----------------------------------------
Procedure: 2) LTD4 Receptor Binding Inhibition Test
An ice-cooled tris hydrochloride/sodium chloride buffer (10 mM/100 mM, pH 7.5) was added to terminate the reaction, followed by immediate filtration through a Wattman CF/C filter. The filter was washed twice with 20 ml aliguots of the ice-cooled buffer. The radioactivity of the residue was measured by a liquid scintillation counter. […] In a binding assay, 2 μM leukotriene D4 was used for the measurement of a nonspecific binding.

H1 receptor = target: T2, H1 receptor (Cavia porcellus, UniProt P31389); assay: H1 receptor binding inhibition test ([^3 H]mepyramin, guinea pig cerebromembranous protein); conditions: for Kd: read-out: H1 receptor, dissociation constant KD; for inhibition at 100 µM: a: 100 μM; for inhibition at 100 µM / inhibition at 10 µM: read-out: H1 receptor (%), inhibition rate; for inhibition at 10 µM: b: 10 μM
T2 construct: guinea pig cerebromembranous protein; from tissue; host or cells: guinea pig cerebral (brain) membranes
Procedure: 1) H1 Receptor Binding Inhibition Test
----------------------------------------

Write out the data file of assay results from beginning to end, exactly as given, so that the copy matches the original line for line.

Procedure: 2) LTD4 Receptor Binding Inhibition Test
An ice-cooled tris hydrochloride/sodium chloride buffer (10 mM/100 mM, pH 7.5) was added to terminate the reaction, followed by immediate filtration through a Wattman CF/C filter. The filter was washed twice with 20 ml aliguots of the ice-cooled buffer. The radioactivity of the residue was measured by a liquid scintillation counter. […] In a binding assay, 2 μM leukotriene D4 was used for the measurement of a nonspecific binding.

H1 receptor = target: T2, H1 receptor (Cavia porcellus, UniProt P31389); assay: H1 receptor binding inhibition test ([^3 H]mepyramin, guinea pig cerebromembranous protein); conditions: for Kd: read-out: H1 receptor, dissociation constant KD; for inhibition at 100 µM: a: 100 μM; for inhibition at 100 µM / inhibition at 10 µM: read-out: H1 receptor (%), inhibition rate; for inhibition at 10 µM: b: 10 μM
T2 construct: guinea pig cerebromembranous protein; from tissue; host or cells: guinea pig cerebral (brain) membranes
Procedure: 1) H1 Receptor Binding Inhibition Test